Loudoun Times-Mirror: Blue Ridge District Candidate Q&A: Tony Buffington (R) vs. Tia Walbridge (D)
Tia Walbridge's responses
What would be your top three priorities if elected?
The issues of greatest concern in Loudoun all stem from our county’s reactive response to a break-neck rate of growth: Overdevelopment encroaching on our green spaces and threatening our active agriculture, overcrowded schools built five years late, and overburdened roads that result in unbearable traffic. The solution is not as complex as it might seem — we must proactively plan for our growth, investing in our communities before we build houses, not after.
Proactively planning for our growth means building schools as we need them, so we don’t force our children to switch schools three times before fifth grade. It means implementing conservation programs to preserve our land before it’s sold for by-right development. It means planning thoughtful, well-connected communities, so we don’t build houses without building the roads and infrastructure needed to support them.
We need a Board of Supervisors with a broad, long-term vision for Loudoun County that serves as the lens through which our supervisors view each proposal that comes before it. We need a board that makes decisions based on the expected impact on our residents and on our county’s future, rather than on petty politics.
I’m running for Supervisor to bring integrity, in-depth policy knowledge, and a long-term vision for our county to our local governing body. We need to start thinking bigger and more proactively if we want to protect the balance of rural and suburban landscapes and economies that makes our county such a wonderful place to call home.
How are you going to balance the different viewpoints and priorities between the east and west for the overall benefit of the county?
The narrative that residents of the rural “west” and those of the suburban “east” have intractable competing interests is overblown. I believe this narrative is the result of a lack of will to collaborate and to build coalitions among Supervisors and stakeholders. Whether we decided to raise our families in the suburbs or on rural land, most of us chose to settle down in Loudoun for the same reasons: world-class schools, accessible open space and beautiful landscapes, and good job opportunities. And many of us share the same challenges: overcrowded classrooms, traffic congestion, a high cost of living, and overdevelopment encroaching on our green spaces.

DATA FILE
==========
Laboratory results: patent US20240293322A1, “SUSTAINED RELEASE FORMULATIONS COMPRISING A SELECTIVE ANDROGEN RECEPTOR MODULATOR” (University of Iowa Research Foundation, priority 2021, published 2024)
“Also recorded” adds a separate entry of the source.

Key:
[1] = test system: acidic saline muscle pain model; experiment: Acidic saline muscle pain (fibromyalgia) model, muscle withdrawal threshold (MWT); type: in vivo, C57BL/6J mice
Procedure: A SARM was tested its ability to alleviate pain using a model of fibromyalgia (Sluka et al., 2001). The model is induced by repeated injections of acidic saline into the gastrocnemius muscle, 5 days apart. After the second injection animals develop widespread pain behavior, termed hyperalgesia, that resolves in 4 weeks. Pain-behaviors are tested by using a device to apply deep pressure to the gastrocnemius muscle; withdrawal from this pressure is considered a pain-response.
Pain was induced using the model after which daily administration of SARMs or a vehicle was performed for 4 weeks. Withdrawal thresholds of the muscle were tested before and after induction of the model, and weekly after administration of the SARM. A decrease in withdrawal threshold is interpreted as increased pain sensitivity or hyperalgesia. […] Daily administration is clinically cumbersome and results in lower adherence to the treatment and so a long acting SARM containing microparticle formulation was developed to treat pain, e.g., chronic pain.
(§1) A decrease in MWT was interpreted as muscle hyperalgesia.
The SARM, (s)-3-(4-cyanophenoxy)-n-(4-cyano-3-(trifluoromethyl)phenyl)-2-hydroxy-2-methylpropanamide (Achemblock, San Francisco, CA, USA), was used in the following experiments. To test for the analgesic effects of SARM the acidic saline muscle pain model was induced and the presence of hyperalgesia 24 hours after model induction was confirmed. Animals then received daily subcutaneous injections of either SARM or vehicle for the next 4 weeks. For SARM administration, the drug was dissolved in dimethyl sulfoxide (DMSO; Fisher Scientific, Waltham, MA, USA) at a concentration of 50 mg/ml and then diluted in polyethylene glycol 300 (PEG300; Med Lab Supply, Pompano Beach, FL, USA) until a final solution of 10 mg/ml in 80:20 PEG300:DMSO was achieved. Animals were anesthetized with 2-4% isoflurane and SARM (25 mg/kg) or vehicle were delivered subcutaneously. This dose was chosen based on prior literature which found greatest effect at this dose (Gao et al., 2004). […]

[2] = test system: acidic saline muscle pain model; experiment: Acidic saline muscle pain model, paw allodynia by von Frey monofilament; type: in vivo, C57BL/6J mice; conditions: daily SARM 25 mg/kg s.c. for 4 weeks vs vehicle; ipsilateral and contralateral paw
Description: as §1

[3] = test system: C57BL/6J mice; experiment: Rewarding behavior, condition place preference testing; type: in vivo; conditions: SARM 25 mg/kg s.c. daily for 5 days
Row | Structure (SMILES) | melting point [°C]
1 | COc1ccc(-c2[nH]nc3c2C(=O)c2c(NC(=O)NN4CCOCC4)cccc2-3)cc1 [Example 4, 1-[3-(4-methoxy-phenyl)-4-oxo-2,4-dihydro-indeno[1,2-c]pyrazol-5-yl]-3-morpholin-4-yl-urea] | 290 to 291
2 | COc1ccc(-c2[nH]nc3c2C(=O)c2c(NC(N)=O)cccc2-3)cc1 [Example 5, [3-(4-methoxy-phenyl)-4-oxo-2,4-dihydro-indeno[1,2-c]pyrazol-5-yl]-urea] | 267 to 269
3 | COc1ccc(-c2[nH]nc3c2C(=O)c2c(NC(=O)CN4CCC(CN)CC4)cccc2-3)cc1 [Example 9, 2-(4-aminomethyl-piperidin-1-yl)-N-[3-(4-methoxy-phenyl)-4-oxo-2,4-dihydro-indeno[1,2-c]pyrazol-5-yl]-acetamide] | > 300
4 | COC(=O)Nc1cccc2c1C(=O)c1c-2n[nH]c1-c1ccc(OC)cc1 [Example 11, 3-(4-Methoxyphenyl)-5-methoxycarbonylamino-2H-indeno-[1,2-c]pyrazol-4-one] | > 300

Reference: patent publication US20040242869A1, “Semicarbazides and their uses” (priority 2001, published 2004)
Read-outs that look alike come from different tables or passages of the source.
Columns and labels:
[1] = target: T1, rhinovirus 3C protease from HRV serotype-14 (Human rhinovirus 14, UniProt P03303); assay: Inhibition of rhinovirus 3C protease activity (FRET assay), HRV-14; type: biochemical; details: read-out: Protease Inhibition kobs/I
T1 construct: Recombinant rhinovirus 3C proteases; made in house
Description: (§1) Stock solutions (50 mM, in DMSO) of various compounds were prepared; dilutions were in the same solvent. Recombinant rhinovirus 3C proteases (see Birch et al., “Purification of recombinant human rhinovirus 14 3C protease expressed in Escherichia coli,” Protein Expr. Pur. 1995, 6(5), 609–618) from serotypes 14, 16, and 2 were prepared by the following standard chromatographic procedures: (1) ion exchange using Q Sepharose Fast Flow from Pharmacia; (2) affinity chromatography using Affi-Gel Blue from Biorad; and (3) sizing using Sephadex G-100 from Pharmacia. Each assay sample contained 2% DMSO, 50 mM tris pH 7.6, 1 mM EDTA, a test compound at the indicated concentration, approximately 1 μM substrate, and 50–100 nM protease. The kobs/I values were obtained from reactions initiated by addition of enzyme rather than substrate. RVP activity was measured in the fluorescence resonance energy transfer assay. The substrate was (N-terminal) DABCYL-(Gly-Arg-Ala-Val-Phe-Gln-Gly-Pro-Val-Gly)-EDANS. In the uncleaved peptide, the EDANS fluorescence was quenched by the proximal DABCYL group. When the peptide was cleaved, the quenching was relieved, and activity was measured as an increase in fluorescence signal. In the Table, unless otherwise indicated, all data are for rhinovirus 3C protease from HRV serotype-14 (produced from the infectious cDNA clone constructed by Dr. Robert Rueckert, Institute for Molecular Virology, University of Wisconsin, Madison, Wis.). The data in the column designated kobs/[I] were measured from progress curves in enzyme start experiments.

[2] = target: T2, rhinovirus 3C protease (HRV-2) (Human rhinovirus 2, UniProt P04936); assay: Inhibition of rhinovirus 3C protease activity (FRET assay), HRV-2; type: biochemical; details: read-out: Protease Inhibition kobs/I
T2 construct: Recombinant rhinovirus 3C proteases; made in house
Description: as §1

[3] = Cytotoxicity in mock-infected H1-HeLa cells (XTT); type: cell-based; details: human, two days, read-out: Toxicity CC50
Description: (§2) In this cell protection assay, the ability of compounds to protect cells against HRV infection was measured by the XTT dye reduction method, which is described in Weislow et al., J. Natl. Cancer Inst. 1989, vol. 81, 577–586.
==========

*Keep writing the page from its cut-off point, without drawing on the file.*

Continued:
The Blue Ridge District straddles this “east-west divide” more than any other in the county, covering the Rural, Suburban, and Transition Policy Areas. The solutions to our issues are not isolated: they all stem from poor community planning, too much by-right development, and a lack of coordination and cohesion in our county.
Our Board of Supervisors must do better to collaborate to bridge these concerns, to find more innovative solutions, and to bring more voices to the table to make sure stakeholders from every pocket of Loudoun are represented in big decisions about our county’s future.
Do you support building another bridge from Loudoun County across the Potomac River? Explain.
The congestion relief provided by another Potomac River crossing would be huge for our county but remains an unrealistic expectation. Maryland’s elected officials have made clear time and time again that they are not interested in building the bridge. If they change their minds, I would be eager to pursue the project.
The 2019 Comprehensive Plan has been approved. Explain one thing you would have done differently?
Two programs that are part of the gold standard of conservation, used throughout the state and the country, should have been included in this plan but were not: a Purchase of Development Rights (PDR) program and a Transfer of Development Rights (TDR) program. I am extremely disappointed in our western supervisors' lack of initiative and knowledge when it comes to advocating for these policies, which should have been included from the outset of the Envision Loudoun process over two years ago.
TDRs allow the county to transfer credits for development from rural areas to more developed areas, protecting our green spaces and active agriculture, which provide $1.7 billion in economic impact to our county annually and keep property taxes low for all of us, from Bluemont to Sterling. The PDR program benefits from cost-matching from the state, so not only are we failing to protect our rural lands by choosing not to make use of this program, but we are also leaving real money on the table.
Outgoing Vice Chairman Ralph Buona gave the Board of Supervisors a "B+" in his assessment of the current board. How would you grade the current board and why?